I am a really big dog training nerd! I love training dogs. I happen to be the instructor coordinator for the CARDA. For some types of training we use event markers, but not clickers, as I don’t always have a clicker with me. We train some new behaviors with food, but also toys. For us the reward for searching is a tug of war, or a game like fetch.
We only select dogs that are very motivated to play those games. A dog that would play tug with anyone, at anytime, anywhere, with any toy. A husky might be a great winter dog, but they are not crazy for toys/fetch or tug of war the way a lab or shepherd is, so they are not a good choice for us. They have to want to work hard, difficult problems, in challenging conditions. If they are a bit “meh” about the reward at the end of it, it’s not going to work.
Why did you choose Pets Go Raw?
My first rescue dog was a Duck Toller. When he was young we had some undiagnosed health issues, and a vet suggested that I might want to try a raw diet. I was new to dogs, and quite desperate and shopping around for an answer. I ended up making my own raw diet. I joined some support groups.
With Pets Go Raw I really liked the idea of supporting a local company, and they actually invited me in to see the facility. It was great to just to be able to walk around to see where the food was being made and see its quality…not have it be hidden behind closed doors. I loved their transparency, so I applied for a sponsorship with them.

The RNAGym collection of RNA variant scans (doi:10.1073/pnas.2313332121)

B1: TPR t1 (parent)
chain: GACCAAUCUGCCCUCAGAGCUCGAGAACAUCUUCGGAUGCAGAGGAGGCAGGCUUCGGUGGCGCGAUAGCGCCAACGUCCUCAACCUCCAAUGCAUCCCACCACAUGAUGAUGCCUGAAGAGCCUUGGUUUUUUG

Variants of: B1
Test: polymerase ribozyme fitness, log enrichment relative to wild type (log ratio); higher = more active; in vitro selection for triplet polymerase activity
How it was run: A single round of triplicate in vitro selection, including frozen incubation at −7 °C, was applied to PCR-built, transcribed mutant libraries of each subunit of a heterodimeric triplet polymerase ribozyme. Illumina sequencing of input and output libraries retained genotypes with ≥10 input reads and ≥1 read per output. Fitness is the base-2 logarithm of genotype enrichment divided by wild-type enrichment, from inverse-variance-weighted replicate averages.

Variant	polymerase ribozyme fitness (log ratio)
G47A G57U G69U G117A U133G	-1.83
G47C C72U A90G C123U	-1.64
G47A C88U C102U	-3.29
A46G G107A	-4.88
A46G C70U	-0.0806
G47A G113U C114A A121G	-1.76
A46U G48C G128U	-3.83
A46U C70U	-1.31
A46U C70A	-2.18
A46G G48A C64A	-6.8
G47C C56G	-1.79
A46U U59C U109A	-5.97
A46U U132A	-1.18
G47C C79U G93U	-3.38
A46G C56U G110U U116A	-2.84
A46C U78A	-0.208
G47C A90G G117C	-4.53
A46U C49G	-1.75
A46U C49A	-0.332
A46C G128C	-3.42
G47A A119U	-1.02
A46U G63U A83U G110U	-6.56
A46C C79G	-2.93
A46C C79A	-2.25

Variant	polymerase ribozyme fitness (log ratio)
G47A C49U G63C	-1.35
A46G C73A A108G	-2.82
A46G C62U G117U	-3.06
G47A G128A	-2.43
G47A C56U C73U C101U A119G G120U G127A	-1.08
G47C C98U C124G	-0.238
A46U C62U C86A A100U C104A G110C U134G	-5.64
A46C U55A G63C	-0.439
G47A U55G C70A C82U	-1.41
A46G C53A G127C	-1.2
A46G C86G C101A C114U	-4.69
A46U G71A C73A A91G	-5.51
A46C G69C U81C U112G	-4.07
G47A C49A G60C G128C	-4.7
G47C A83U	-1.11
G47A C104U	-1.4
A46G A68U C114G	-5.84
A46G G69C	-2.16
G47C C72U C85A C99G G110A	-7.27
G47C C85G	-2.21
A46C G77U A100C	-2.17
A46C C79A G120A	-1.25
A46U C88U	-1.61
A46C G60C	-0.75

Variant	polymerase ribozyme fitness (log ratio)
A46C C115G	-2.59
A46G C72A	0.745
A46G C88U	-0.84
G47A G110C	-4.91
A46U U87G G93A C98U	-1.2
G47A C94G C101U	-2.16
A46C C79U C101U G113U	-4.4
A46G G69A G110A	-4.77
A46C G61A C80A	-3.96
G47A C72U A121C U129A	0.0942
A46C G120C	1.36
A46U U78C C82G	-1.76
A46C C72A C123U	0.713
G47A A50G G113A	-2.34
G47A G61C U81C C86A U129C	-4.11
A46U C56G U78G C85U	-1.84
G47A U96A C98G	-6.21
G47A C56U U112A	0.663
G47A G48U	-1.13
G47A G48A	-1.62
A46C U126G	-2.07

I loved that I could tailor the fresh, non-processed diet to my dog’s needs, depending on the season. I did some research on working sled dogs who were no strangers to raw feeding. I like to rotate protein sources, and generally opt for higher fat content in the winter when my dog needs more energy to stay warm and work and play hard.
Pika’s 6 tips for safe backcountry travel in avalanche terrain:
- Get the avalanche gear! Every member of the party should have a transceiver, shovel, and probe on their person and know how to use them.
- Get the training! Take an avalanche course. You have to be your own avalanche expert to avoid getting in an avalanche and be capable of self rescue should the worst case scenario happen; a member of your party is buried by an avalanche.
- Get the forecast! Check avalanche.ca before you go riding so you can make a plan based on the current avalanche danger and weather conditions.
- Expect the unexpected! Pack essentials like first aid and repair kits, headlamps, gps/compass/maps, extra layers, food, water and so on.
- File a trip plan! Let people know where you are going and when you expect to be back. It can save precious time in an emergency.
- Communication is key! Consider a two way satellite communication device. In an emergency they can give your exact location to SAR groups at the push of a button. They are also handy for texting to the outside world if you are going to be delayed in closing your trip plan.